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The Golden Gate Bridge: Building  A San Francisco Landmark Book of Postcards
The Golden Gate Bridge: Building  A San Francisco Landmark Book of Postcards
The Golden Gate Bridge: Building  A San Francisco Landmark Book of Postcards
The Golden Gate Bridge: Building  A San Francisco Landmark Book of Postcards
The Golden Gate Bridge: Building  A San Francisco Landmark Book of Postcards
The Golden Gate Bridge: Building  A San Francisco Landmark Book of PostcardsThe Golden Gate Bridge: Building  A San Francisco Landmark Book of PostcardsThe Golden Gate Bridge: Building  A San Francisco Landmark Book of PostcardsThe Golden Gate Bridge: Building  A San Francisco Landmark Book of PostcardsThe Golden Gate Bridge: Building  A San Francisco Landmark Book of Postcards
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The Golden Gate Bridge: Building A San Francisco Landmark Book of Postcards

Item In Stock
Item #: AA352
Our Price: $9.95
Thirty duotone reproductions bound in a handy postcard collection.

Oversized postcards measure 6½ x 4¾ in.

ISBN 9780764937873
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Product Description
The Golden Gate Bridge: Building A San Francisco Landmark Book of Postcards
The concept of bridging the mile-wide Golden Gate Strait between San Francisco and Marin County, California, was proposed as early as 1872 by railroad magnate Charles Crocker. In 1916 the idea was revived by San Francisco newspaperman James Wilkins, whose editorial campaign for a bridge caught the attention of San Francisco City Engineer Michael O’Shaughnessy. O’Shaughnessy began a national inquiry among engineers regarding the feasibility of such a project. Most said the bridge couldn’t be built; some said it was possible but would cost more than $100 million. One, Joseph Baermann Strauss, a designer of nearly four hundred spans, said such a bridge was not only feasible but could be built for $25 to $30 million.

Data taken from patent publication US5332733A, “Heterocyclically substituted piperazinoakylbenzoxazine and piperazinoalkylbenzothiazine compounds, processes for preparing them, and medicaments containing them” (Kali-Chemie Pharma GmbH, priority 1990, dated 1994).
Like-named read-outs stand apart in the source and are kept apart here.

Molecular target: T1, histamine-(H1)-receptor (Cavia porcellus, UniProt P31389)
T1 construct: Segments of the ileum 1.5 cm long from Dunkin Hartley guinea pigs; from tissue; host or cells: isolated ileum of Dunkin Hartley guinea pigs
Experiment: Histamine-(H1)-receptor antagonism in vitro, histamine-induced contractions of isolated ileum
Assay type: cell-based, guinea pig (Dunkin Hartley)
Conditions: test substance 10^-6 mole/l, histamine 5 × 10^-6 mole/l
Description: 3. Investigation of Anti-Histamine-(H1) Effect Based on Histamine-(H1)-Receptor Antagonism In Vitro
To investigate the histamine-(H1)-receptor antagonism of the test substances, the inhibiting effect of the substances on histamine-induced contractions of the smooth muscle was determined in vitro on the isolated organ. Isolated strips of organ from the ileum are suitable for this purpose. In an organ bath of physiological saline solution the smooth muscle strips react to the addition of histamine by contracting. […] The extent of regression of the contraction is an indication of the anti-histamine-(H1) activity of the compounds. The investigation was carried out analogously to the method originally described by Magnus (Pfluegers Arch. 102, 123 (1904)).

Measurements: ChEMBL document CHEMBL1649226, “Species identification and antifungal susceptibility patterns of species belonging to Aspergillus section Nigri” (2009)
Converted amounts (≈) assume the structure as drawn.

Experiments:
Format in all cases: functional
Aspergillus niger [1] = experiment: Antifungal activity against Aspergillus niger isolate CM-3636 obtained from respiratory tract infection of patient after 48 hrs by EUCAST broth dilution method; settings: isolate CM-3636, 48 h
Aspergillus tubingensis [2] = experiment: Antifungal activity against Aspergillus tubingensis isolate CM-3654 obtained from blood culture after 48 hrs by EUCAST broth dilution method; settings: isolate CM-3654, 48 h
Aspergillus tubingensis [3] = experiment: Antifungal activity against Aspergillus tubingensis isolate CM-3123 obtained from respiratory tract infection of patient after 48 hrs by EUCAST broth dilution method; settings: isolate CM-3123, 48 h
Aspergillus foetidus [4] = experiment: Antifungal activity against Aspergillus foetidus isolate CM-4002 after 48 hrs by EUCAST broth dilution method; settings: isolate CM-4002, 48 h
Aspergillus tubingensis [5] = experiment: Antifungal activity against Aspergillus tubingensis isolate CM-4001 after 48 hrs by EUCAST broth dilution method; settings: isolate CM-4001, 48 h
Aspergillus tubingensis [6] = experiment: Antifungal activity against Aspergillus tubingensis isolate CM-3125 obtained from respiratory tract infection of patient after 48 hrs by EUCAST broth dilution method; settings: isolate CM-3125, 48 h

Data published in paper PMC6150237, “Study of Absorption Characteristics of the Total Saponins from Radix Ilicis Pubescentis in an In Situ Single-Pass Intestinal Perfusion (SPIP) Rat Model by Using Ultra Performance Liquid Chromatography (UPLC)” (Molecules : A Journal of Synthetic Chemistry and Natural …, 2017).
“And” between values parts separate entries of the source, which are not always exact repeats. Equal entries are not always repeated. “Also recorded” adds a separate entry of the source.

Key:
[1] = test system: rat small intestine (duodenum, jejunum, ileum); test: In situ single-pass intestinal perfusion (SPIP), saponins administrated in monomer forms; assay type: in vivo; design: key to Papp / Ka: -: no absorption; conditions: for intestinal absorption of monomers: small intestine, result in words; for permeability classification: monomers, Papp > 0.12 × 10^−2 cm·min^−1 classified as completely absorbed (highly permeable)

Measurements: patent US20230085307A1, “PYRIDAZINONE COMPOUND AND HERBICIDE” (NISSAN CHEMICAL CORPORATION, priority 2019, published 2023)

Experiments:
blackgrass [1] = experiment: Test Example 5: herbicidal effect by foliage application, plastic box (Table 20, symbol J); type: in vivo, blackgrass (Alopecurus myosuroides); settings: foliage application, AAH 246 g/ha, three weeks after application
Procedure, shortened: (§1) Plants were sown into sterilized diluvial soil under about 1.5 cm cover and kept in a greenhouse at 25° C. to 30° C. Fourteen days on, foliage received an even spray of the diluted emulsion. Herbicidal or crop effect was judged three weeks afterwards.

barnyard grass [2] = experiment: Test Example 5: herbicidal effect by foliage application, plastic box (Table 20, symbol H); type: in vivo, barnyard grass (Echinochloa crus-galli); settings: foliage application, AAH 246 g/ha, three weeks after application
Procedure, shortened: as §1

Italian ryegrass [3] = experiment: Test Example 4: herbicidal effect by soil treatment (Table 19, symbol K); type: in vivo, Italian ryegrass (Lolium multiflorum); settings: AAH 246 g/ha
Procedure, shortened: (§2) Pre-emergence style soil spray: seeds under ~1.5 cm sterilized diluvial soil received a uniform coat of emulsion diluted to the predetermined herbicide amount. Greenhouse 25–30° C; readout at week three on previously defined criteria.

On June 28, 1921, Strauss submitted preliminary sketches to O’Shaughnessy, estimating construction costs of $27 million. Strauss then dedicated himself to convincing civic leaders to go ahead with the span. In November 1932 contracts totaling $23,843,905 were awarded, and on January 5, 1933, construction of the Golden Gate Bridge began. As the bridge took shape over more than four years of work, the construction process was captured on film by Ted Huggins, a public relations representative for Standard Oil Company and an enthusiastic proponent of the bridge. Thirty of his photographs, taken 1934–1937 are reproduced in this book of postcards.

Pomegranate’s books of postcards contain up to thirty top-quality reproductions bound together in a handy, artful collection. Easy to remove and produced on heavy card stock, these stunning postcards are a delight to the sender and receiver. Postcards are oversized and may require additional postage.